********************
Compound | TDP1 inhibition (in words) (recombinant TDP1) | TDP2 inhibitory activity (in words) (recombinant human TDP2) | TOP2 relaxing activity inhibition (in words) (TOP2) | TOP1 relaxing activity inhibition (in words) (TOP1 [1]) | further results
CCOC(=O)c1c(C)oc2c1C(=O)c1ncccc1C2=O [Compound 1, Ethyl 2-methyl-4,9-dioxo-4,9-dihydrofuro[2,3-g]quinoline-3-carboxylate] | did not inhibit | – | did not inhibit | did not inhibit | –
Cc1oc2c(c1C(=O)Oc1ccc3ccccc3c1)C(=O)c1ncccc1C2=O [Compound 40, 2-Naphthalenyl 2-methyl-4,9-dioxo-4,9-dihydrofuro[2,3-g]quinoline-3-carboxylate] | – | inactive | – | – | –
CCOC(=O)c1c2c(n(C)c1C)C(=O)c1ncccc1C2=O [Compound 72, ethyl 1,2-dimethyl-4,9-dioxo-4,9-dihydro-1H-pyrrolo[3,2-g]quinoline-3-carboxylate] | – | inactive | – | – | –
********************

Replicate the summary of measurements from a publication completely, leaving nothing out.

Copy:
Compound | TDP1 inhibition (in words) (recombinant TDP1) | TDP2 inhibitory activity (in words) (recombinant human TDP2) | TOP2 relaxing activity inhibition (in words) (TOP2) | TOP1 relaxing activity inhibition (in words) (TOP1 [1]) | further results
CCOC(=O)c1c(C)oc2c1C(=O)c1ncccc1C2=O [Compound 1, Ethyl 2-methyl-4,9-dioxo-4,9-dihydrofuro[2,3-g]quinoline-3-carboxylate] | did not inhibit | – | did not inhibit | did not inhibit | –
Cc1oc2c(c1C(=O)Oc1ccc3ccccc3c1)C(=O)c1ncccc1C2=O [Compound 40, 2-Naphthalenyl 2-methyl-4,9-dioxo-4,9-dihydrofuro[2,3-g]quinoline-3-carboxylate] | – | inactive | – | – | –
CCOC(=O)c1c2c(n(C)c1C)C(=O)c1ncccc1C2=O [Compound 72, ethyl 1,2-dimethyl-4,9-dioxo-4,9-dihydro-1H-pyrrolo[3,2-g]quinoline-3-carboxylate] | – | inactive | – | – | –